Culture Magazine

Taking Opera Critics on for Size

By Galegirl

taking opera critics on for sizeI’m hoppin’ mad, my friends, and not just because it’s Easter week. What’s got me riled up this time?

Opera critics who are sizeists and use their pulpits–online and otherwise–to bash performers.

I happen to be an opera critic myself, reviewing for and sometimes on this blog. In something as complex and multi-faceted as an opera, there are myriad elements to critique  that are within bounds of a decent and competent opera review:

  • directorial vision
  • individual performances and interpretations
  • acting
  • singing
  • chemistry between performers
  • conducting and orchestral performance
  • composition
  • libretto
  • sets, lights, costumes
  • the marriage of all these elements
  • the theater
  • the seats
  • the intermission
  • the choice of opera
  • the supertitles

However, the mention of a performer’s size in a review because he or she is  perceived to be too big or too plump or too fat, criticizing a performer because of their shape and size is not within bounds of any reviewer’s purview and shouldn’t even be considered let alone mentioned.

Yet, here is one critic bringing size into his review of The Vancouver Opera’s recent production of The Barber of Seville. It is the most egregious example of  a review being completely out of bounds that I have ever seen since I began reviewing opera in 2010:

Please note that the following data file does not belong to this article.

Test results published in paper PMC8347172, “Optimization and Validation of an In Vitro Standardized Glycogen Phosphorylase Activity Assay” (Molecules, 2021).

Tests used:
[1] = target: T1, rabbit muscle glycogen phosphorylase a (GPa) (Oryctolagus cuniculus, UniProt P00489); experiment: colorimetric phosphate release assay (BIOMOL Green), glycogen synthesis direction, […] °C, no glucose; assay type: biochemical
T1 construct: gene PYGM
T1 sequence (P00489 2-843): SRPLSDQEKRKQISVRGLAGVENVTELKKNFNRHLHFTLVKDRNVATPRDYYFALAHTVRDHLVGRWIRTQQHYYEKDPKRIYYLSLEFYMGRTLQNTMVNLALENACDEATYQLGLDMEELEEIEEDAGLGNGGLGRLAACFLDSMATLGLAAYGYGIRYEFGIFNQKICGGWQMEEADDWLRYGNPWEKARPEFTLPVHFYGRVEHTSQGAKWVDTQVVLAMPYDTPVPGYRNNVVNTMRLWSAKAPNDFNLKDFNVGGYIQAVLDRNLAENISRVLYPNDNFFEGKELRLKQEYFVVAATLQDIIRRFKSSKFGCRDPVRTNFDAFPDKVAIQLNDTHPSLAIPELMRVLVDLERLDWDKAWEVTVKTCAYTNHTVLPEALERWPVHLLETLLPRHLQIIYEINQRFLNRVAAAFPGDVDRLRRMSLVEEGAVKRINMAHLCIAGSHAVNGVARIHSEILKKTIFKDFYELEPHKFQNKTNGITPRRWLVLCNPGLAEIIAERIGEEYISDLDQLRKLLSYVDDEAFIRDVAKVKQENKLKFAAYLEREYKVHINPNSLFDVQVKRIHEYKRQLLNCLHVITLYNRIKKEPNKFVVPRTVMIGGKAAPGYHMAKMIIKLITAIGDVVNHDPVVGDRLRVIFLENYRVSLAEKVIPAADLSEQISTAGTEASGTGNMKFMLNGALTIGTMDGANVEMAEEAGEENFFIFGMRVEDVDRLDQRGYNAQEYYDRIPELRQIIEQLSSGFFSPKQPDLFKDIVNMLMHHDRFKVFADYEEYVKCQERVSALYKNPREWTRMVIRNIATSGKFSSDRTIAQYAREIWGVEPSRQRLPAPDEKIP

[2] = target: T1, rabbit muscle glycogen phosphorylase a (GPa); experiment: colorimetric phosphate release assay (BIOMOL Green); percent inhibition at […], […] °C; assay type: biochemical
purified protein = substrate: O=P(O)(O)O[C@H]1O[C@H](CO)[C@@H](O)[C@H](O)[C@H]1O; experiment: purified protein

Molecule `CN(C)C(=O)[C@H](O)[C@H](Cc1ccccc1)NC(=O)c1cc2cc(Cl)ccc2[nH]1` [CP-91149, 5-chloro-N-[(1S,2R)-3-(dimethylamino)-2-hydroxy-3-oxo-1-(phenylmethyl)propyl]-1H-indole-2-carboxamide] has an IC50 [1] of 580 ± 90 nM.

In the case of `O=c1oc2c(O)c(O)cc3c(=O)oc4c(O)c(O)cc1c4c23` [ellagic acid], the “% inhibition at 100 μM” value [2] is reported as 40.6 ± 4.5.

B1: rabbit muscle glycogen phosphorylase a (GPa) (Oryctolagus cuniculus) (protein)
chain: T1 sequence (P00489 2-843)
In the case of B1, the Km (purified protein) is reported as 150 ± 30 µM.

The chorus members are so fat and flabby that nobody in their right mind should put on public display so ugly a sight.  As my opera companion remarked: “That’s the best ad for an anti-fat farm I have ever seen.  Do you have to be fat to sing in opera?”

Are you as offended as I am? What right does this person have to comment on such things within the context of a review of a classical performance? Absolutely no right whatsoever. If I could nominate someone to be tarred and feathered and run out of Vancouver, this reviewer would top the list.

No one goes to opera to see supermodels. One goes to hear voices. If a performer has a physical attribute such as chubby legs or thin legs or buck teeth or a bald head or three heads, if the quality related to their appearance has nothing to do with their ability to sing the role and doesn’t interfere in the slightest with their ability to do so, than their physical appearance is not within bounds of a review.

I’m sure there are other examples of classless critics who abuse their privilege and station. I’m hard-pressed to think of one more offensive than the example I’ve given you above. But I’m certain there have been others.

In this age, when anyone who can start a blog has his or her own bully pulpit to espouse their “pink slime,” I’m sure there will be more offensive reviews and irresponsible and boorish reviewers because it’s just too tempting for people of poor character to show restraint and decency when they have cyberspace and the temptation to bash right at their fingertips.

And now you know what’s got me hoppin’ mad. Because there’s little that can be done to spare performers and opera companies from out-of-bounds reviews like that one.

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